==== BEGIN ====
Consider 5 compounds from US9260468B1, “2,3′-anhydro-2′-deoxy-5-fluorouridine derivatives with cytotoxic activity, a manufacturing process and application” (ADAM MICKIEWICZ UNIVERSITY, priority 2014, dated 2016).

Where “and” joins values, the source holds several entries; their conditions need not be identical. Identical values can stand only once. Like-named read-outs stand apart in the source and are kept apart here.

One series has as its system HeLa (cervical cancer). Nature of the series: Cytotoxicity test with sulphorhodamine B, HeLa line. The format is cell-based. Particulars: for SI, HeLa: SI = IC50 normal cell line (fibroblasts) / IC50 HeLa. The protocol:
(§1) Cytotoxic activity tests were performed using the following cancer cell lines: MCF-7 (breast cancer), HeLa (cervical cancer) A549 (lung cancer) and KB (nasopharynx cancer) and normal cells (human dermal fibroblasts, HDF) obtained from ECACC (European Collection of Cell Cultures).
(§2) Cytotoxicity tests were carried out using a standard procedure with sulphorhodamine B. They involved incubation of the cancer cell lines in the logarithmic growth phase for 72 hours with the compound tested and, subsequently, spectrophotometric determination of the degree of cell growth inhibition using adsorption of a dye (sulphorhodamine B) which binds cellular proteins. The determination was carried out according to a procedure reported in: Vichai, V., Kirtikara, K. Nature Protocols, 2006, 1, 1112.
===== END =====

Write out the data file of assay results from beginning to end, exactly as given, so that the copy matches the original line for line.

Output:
Consider 5 compounds from US9260468B1, “2,3′-anhydro-2′-deoxy-5-fluorouridine derivatives with cytotoxic activity, a manufacturing process and application” (ADAM MICKIEWICZ UNIVERSITY, priority 2014, dated 2016).

Where “and” joins values, the source holds several entries; their conditions need not be identical. Identical values can stand only once. Like-named read-outs stand apart in the source and are kept apart here.

One series has as its system HeLa (cervical cancer). Nature of the series: Cytotoxicity test with sulphorhodamine B, HeLa line. The format is cell-based. Particulars: for SI, HeLa: SI = IC50 normal cell line (fibroblasts) / IC50 HeLa. The protocol:
(§1) Cytotoxic activity tests were performed using the following cancer cell lines: MCF-7 (breast cancer), HeLa (cervical cancer) A549 (lung cancer) and KB (nasopharynx cancer) and normal cells (human dermal fibroblasts, HDF) obtained from ECACC (European Collection of Cell Cultures).
(§2) Cytotoxicity tests were carried out using a standard procedure with sulphorhodamine B. They involved incubation of the cancer cell lines in the logarithmic growth phase for 72 hours with the compound tested and, subsequently, spectrophotometric determination of the degree of cell growth inhibition using adsorption of a dye (sulphorhodamine B) which binds cellular proteins. The determination was carried out according to a procedure reported in: Vichai, V., Kirtikara, K. Nature Protocols, 2006, 1, 1112.